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LCA Blog

Blog for Last Chance for Animals, an international non-profit dedicated to ending animal cruelty and exploitation.

How Much is That Monkey in the Window?

PetMonkeyHeaderThe problematic trend of keeping monkeys as pets is growing at an alarming rate. From the increasing prevalence of ‘thumb monkeys’ in China, to captive spider monkey YouTube stars being celebrated by millions of viewers—the lack of public awareness about the serious welfare issues inherent to monkey ownership is gravely concerning. Celebrities are also contributing to this issue by normalizing the ‘primates as pets’ craze. Justin Bieber famously abandoned his pet monkey in Germany, after parading the animal on social media, and singer Chris Brown made headlines this month after his infant capuchin was seized by authorities in California.

While the number of privately owned monkeys in the U.S. is not known due to minimal authoritative oversight of the exotic pet trade, it is estimated to be in the tens of thousands. In many states, obtaining a pet monkey is as simple as perusing an online shop and placing an order for the animal of your choice—no permit required. Monkey ownership is also financially accessible to much of the public, with many species retailing in a similar price range to popular designer dog breeds.

Yes, baby monkeys are adorable and it is understandable why people are attracted to the romanticized idea of sharing one’s life with a fascinating exotic creature. However, the reality of the wild pet trade is filled with anguish, trauma, and inexcusable cruelty. Ignorance about the suffering of captive monkeys perpetuates further misery for victims of this industry. It is imperative that animal advocates speak up when they see cruelty being glorified as normal and endearing.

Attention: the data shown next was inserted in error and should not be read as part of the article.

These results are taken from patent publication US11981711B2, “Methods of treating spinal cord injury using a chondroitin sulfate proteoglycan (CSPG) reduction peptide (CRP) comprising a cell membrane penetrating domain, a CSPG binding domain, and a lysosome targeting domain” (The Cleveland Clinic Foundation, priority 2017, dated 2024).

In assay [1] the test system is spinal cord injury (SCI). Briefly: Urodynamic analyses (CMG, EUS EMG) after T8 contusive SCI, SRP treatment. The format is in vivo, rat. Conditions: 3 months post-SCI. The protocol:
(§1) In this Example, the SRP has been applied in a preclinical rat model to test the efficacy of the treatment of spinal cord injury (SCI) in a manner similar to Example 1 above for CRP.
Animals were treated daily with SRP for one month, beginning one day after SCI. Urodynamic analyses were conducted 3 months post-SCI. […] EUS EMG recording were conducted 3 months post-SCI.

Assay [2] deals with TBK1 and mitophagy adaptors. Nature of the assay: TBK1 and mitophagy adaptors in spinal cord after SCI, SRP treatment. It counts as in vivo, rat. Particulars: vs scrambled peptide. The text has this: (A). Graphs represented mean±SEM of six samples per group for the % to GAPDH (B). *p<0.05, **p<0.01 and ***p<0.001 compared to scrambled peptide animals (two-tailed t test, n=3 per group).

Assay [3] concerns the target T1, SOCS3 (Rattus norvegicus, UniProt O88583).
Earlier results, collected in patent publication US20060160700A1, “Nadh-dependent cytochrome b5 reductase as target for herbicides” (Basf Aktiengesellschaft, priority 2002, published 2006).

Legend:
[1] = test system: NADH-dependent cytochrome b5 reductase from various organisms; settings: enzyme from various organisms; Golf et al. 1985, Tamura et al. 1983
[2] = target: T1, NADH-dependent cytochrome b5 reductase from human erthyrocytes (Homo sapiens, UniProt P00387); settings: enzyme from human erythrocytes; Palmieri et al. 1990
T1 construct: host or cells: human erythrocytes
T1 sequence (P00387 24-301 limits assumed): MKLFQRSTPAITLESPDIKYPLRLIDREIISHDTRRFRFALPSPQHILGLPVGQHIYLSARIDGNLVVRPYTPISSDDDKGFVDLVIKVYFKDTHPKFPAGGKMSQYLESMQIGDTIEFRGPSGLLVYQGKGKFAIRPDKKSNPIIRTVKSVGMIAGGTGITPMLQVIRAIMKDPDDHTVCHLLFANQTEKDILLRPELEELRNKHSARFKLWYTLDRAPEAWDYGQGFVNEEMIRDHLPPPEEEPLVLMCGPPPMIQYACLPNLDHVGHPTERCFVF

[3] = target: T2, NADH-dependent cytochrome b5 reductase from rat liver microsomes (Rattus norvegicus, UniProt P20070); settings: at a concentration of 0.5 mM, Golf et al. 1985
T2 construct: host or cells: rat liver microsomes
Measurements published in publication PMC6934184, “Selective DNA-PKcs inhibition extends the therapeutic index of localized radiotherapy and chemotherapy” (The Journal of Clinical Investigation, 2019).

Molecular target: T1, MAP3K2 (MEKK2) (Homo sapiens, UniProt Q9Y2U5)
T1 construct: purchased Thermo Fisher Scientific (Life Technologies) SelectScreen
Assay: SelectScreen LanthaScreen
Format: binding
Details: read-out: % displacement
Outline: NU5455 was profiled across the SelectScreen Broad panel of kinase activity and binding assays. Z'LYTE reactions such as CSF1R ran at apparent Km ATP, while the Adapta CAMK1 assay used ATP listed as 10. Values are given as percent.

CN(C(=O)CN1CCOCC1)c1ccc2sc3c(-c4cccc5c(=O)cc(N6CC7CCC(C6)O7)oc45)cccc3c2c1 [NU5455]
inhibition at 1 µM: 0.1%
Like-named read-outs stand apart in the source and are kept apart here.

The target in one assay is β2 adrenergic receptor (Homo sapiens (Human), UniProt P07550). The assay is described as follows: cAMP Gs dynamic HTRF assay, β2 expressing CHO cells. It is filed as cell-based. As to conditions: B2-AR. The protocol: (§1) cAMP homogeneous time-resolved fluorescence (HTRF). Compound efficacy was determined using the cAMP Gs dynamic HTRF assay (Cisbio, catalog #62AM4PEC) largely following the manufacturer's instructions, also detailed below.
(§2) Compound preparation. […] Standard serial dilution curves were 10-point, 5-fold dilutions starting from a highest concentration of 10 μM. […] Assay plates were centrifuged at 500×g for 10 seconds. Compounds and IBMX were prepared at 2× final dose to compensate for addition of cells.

Why is it Cruel to Keep Monkeys as Pets?

SadPetMonkey

From the beginning of their lives, monkeys bred for pets are subjected to unimaginable distress. Stolen from the wild or born into breeding facilities where they are considered nothing more than a commodity, infant monkeys are callously torn from their mothers to be sold for the highest profit. Monkeys are highly intelligent animals with complex needs that cannot be met in private homes. Even the most highly regarded primate sanctuaries have difficulty recreating a natural environment for these species. Forcing wild animals to live in an apartment or house is unjustifiably cruel and displays blatant disregard for their wellbeing. In this environment, monkeys are unable to exercise natural behaviors and routinely fall victim to psychological disorders brought on by the overwhelming stress of captivity.

Furthermore, when monkeys grow into adults, they often become unmanageable and dangerous, a far cry from the affectionate pets that owners hope for. Many species of monkeys can live upwards of forty years, and it is disturbingly common for these animals to be relinquished to roadside zoos or unlicensed exotic pet dealers, sentencing them to a lifetime of torment and despair.

How Can Animal Advocates Help This Issue?

Social media is one of the primary factors fueling the exotic pet trade. While monkeys you see online may appear to be adored by their owners, it is important to remember the fact that these animals are being deprived of everything that is natural and important to them. When you see photos and videos of pet monkeys displayed on social media platforms (Instagram, YouTube and Facebook are the most common outlets), please leave a detailed comment explaining to other viewers why monkey ownership is cruel, not cute.

Additionally, if you suspect a monkey is being kept as a pet illegally, contact local law enforcement immediately.

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